Dodgy Territory

In his later life William Byrd (c1540-1623) was as involved in litigation (relating to his religious beliefs as a Catholic in an aggressively Protestant environment) as he was in music. He was also quite famous for being unusually old.

In my view Byrd was the outstanding musician of his time – a brilliant composer of keyboard music, chamber music for viol consort, solo songs, madrigals and sacred music in English and Latin. Yet despite his personal beliefs, only after 1590 and perhaps under pressure from his patrons did he write music that was of practical use in Catholic worship. In the first decade of the 17th century he published two volumes of ‘propers’ – motets that set the texts required for mass on specific days such as Christmas and Easter – but before that in the 1590s he wrote his three settings of the mass for three, four and five voices respectively.

That for four voices was written first, at a time when religious sensibilities meant that no English composer had written a Latin mass for forty years. I first encountered this extra-ordinary music singing as a teenaged member of an otherwise adult ‘madrigal group’. We never gave concerts but met in members’ houses to explore repertoire that was then only at the very beginning of being at all well-known. Madrigals by Monteverdi; motets by Tallis that are still not really mainstream; and, the only sacred music I remember from those occasions, Byrd’s three masses. Thinking about it now, the atmosphere in those sessions was not unlike that which Byrd must have experienced in the illegal masses he attended in domestic surroundings – excited and secretive! He will also have been very fearful, but we were spared that.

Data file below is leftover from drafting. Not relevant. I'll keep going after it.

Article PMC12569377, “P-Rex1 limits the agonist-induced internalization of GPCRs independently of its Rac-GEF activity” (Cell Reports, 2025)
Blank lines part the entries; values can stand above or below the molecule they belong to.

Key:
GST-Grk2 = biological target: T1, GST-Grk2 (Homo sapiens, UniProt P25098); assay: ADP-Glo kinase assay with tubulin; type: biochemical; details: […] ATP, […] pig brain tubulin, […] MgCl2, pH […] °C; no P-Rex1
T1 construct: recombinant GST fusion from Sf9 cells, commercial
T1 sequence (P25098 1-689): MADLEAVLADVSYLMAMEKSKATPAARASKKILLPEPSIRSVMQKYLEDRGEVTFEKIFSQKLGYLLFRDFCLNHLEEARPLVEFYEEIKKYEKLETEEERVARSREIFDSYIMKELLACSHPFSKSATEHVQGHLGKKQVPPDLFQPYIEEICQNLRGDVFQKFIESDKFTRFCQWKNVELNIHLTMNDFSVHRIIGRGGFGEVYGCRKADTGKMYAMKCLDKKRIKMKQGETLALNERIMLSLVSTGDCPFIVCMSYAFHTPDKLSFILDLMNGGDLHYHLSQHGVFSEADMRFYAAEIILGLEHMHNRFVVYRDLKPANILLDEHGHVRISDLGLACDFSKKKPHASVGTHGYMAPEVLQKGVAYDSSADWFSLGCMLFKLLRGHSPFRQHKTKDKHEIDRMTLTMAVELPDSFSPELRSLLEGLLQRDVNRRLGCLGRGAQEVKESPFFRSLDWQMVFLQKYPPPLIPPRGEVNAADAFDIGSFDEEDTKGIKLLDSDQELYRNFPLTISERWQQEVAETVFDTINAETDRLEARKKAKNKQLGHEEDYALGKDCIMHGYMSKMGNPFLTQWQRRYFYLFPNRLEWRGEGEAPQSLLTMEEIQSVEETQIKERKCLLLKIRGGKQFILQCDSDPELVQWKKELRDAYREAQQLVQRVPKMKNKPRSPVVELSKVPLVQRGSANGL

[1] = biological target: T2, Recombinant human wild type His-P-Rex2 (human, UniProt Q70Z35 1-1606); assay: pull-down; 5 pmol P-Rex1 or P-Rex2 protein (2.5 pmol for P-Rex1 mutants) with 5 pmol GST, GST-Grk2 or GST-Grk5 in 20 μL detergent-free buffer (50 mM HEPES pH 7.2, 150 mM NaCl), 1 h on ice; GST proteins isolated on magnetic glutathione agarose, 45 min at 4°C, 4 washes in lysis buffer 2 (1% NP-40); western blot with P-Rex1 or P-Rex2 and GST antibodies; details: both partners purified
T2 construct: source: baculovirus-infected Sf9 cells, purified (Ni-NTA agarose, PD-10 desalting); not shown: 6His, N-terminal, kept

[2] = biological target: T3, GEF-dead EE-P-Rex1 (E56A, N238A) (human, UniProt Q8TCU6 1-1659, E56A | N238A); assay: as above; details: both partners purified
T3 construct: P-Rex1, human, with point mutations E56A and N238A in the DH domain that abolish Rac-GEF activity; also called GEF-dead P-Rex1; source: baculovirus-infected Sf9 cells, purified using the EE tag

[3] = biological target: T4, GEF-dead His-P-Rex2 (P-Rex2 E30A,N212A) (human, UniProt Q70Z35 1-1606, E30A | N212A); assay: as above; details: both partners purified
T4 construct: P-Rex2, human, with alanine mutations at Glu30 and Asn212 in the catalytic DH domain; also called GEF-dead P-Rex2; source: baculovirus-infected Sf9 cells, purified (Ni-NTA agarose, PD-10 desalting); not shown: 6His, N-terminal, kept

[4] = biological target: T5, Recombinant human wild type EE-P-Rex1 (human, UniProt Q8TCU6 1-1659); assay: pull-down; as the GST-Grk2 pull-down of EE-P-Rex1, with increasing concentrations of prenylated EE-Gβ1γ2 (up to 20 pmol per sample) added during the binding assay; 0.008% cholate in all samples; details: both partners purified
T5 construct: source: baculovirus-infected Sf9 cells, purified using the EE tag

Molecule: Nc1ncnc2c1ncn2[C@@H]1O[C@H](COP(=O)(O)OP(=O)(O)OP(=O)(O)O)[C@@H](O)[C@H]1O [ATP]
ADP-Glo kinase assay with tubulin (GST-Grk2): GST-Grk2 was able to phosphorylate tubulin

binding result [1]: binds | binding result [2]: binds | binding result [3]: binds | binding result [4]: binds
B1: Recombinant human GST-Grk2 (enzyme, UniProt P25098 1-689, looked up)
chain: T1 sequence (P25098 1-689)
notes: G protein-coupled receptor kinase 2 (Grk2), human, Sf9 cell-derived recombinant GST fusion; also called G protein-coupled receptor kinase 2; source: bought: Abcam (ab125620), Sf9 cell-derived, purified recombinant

Even then I was baffled and intrigued that, in the four voiced mass, Byrd began each movement with the same musical material (a so-called head motif) except the Sanctus, which was completely different. And it was only in the late 1970s that the scholar Philip Brett almost accidentally discovered why this was.
Brett’s researches had shown that Byrd often used musical ideas from other composers, especially Alfonso Ferrabosco the elder, (1543-1588), an Italian composer who worked in the English court on and off between 1562 and 1578. In pondering the masses Brett found himself browsing through music by John Taverner and in the older composer’s Meane Mass he found the answer to his (and my) question. In this mass JT began each movement with a rising scale. On further examination Brett realised that Byrd’s use of contrasted voice groupings and his placing of the principal divisions within each movement also mirrored Taverner’s practice. So here was the ground plan of the four voiced mass, the idea of a head motif to create a sense of musical unity and the rising scale with Byrd begins his Sanctus, not plagiarism or robbery but an elaboration of the basic material as a graceful compliment to his long-dead predecessor.

Come and hear it on 25th June. Yes, the Taverner compliment is lovely but in the following Agnus Dei Byrd writes music of a rare sublimity. One of our sopranos puts it in the same bracket as the conclusion of Bach’s St Matthew Passion. I think it might be even better . . .